Back at the beginning of August of this year....I would never have imagined that I would be able to build a web-site from scratch.

In just couple of months I have learned about sourcing images for my site, about why I need a Privacy Policy, about "chunking" ...etc...etc

Just think about that for a moment....the learning curve at WA is steep I'll grant you, and we may need to go back often to get something clear in our minds...but we are all learning a skill that a huge percentage of the population doesn't yet have and that most will never acquire...or even wish to acquire.

And if that's not something of value to offer to other people that I don't know what is.....

Keep at it ladies and gents....it will all be worth it in the end....

Take care and enjoy your day


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JimPhelps Premium
Great post, Kevin. There's an old axiom, "Write about what you know." One doesn't have to have letters after their name to be an expert. Personal experience counts. When I was a full-time writer-for-hire, I specialized in working with professionals in a specific industry. I did a lot of ghostwriting for them, and in that process I did copious amounts of research into my subject matter. Even though my personal experience involved writing for someone else, I gained significant knowledge. One way a writer can overcome the "credibility question" is to quote other experts in their work. Citing opinions or the findings of others while wrapping one's own content around the quotes definitely leads the writer down the credibility road. After building a foundation of content, the writer is organically transformed into an expert.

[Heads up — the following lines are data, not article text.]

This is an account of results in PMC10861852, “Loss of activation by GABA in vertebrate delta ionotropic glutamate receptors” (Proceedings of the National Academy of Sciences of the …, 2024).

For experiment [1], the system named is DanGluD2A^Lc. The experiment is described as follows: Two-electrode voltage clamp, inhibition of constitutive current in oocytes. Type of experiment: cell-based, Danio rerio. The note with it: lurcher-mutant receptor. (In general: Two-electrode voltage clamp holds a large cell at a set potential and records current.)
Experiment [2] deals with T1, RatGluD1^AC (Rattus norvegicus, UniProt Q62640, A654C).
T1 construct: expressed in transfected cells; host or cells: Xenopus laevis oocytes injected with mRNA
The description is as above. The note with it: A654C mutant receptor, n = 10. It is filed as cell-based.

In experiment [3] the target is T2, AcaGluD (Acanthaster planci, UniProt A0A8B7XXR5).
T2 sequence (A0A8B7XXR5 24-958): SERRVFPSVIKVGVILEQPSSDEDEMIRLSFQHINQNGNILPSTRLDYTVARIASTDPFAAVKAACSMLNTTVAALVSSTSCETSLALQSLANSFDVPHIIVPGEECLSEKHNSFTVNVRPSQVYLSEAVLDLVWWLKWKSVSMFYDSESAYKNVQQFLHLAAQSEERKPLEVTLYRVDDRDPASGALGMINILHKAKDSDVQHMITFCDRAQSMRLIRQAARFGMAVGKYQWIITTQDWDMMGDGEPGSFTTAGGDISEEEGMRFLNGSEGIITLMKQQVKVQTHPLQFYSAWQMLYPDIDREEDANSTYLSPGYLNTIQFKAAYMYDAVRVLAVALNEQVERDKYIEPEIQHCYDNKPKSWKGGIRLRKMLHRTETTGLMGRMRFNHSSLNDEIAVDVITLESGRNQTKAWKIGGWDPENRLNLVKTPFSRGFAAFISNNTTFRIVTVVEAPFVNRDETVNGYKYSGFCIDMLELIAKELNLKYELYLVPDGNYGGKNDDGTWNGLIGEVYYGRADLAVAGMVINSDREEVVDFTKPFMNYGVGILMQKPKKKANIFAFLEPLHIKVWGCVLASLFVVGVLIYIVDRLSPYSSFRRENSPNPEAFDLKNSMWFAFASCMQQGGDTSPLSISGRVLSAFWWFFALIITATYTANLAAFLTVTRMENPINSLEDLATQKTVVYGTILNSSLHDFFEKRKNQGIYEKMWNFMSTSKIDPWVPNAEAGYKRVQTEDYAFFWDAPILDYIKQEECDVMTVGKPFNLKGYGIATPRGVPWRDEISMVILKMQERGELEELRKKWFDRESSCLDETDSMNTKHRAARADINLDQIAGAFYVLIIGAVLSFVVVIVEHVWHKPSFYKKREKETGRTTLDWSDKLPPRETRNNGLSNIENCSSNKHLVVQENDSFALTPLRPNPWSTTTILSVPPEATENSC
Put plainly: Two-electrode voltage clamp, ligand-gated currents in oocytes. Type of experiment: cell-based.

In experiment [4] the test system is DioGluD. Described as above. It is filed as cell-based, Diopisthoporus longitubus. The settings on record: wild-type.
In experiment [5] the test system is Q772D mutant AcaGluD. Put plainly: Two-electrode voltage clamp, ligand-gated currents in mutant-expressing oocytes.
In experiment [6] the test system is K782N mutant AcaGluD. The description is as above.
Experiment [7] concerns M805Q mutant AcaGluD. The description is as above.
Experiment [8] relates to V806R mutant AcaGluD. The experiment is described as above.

KevinFroude Premium
Thanks for your comments Jim. It's great to have your professional perspective on this. As well as using our personal experience there is always, as you say, research and the citing of the work of experts to add credibility and authority to our writing.
KariLee Premium
Thanks for this blog Kevin. It has really given me a boost, as I fit in so well with what you are saying. Now I have more confidence to get bolder with what I have to say in my niche. Experience is a valuable education and how often have we all met someone with a lot of book learning but no real understanding?